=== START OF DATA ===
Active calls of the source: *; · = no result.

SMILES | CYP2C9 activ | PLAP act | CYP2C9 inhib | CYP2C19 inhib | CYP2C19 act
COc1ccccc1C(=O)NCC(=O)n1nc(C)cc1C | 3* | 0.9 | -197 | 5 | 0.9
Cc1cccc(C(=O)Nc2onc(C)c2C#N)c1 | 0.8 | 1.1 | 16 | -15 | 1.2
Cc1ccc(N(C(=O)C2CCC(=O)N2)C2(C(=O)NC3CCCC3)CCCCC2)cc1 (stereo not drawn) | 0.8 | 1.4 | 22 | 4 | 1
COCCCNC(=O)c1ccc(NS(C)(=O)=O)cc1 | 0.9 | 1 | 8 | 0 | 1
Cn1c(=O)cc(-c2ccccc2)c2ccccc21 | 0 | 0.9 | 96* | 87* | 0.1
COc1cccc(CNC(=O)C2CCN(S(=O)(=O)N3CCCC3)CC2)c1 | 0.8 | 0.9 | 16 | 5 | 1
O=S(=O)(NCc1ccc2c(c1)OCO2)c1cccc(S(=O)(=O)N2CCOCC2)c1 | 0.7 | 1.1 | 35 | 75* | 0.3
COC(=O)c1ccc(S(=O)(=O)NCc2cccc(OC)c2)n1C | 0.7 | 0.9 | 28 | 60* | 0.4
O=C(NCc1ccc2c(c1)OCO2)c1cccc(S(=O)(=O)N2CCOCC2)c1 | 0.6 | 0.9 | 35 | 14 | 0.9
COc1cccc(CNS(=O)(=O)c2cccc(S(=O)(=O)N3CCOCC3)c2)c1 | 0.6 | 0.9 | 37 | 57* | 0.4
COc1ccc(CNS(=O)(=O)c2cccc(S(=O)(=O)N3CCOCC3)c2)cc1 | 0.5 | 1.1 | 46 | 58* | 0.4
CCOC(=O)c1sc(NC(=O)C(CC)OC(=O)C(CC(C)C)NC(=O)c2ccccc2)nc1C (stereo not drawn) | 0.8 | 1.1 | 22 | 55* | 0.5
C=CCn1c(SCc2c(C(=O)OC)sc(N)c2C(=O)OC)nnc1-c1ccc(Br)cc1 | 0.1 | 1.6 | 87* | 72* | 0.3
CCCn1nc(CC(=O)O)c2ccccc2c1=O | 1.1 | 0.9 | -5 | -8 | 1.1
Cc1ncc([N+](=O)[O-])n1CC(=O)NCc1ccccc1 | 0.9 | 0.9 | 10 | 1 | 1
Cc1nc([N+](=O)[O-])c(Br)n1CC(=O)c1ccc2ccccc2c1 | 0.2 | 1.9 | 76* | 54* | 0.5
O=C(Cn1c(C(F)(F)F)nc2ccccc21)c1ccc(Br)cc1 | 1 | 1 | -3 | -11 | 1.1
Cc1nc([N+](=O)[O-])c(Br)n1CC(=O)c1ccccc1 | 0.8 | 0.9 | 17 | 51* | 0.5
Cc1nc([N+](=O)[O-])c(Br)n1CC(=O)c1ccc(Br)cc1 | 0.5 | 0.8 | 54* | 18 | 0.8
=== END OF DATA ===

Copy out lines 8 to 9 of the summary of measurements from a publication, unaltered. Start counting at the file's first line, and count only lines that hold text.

COc1cccc(CNC(=O)C2CCN(S(=O)(=O)N3CCCC3)CC2)c1 | 0.8 | 0.9 | 16 | 5 | 1
O=S(=O)(NCc1ccc2c(c1)OCO2)c1cccc(S(=O)(=O)N2CCOCC2)c1 | 0.7 | 1.1 | 35 | 75* | 0.3